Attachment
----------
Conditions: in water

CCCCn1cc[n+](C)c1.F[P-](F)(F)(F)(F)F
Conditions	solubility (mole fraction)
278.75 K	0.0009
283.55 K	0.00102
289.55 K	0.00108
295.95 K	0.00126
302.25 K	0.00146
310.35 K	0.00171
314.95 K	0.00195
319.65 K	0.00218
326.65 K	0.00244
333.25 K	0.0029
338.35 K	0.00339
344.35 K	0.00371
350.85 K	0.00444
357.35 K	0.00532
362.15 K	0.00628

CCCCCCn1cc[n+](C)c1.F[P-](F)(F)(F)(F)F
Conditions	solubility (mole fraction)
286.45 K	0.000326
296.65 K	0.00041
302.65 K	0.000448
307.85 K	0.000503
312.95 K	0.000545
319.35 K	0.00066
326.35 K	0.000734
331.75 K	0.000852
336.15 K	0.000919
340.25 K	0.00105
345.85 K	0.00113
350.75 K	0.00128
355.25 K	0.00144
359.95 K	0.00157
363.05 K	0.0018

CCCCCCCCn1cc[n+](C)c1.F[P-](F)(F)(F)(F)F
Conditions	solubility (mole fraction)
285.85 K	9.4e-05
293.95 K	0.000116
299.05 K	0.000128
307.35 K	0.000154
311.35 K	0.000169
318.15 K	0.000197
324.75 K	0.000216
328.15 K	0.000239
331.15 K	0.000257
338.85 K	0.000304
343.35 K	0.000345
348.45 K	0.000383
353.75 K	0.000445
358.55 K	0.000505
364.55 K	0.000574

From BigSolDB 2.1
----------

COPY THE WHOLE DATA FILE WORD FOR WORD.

Conditions: in water

CCCCn1cc[n+](C)c1.F[P-](F)(F)(F)(F)F
Conditions	solubility (mole fraction)
278.75 K	0.0009
283.55 K	0.00102
289.55 K	0.00108
295.95 K	0.00126
302.25 K	0.00146
310.35 K	0.00171
314.95 K	0.00195
319.65 K	0.00218
326.65 K	0.00244
333.25 K	0.0029
338.35 K	0.00339
344.35 K	0.00371
350.85 K	0.00444
357.35 K	0.00532
362.15 K	0.00628

CCCCCCn1cc[n+](C)c1.F[P-](F)(F)(F)(F)F
Conditions	solubility (mole fraction)
286.45 K	0.000326
296.65 K	0.00041
302.65 K	0.000448
307.85 K	0.000503
312.95 K	0.000545
319.35 K	0.00066
326.35 K	0.000734
331.75 K	0.000852
336.15 K	0.000919
340.25 K	0.00105
345.85 K	0.00113
350.75 K	0.00128
355.25 K	0.00144
359.95 K	0.00157
363.05 K	0.0018

CCCCCCCCn1cc[n+](C)c1.F[P-](F)(F)(F)(F)F
Conditions	solubility (mole fraction)
285.85 K	9.4e-05
293.95 K	0.000116
299.05 K	0.000128
307.35 K	0.000154
311.35 K	0.000169
318.15 K	0.000197
324.75 K	0.000216
328.15 K	0.000239
331.15 K	0.000257
338.85 K	0.000304
343.35 K	0.000345
348.45 K	0.000383
353.75 K	0.000445
358.55 K	0.000505
364.55 K	0.000574

From BigSolDB 2.1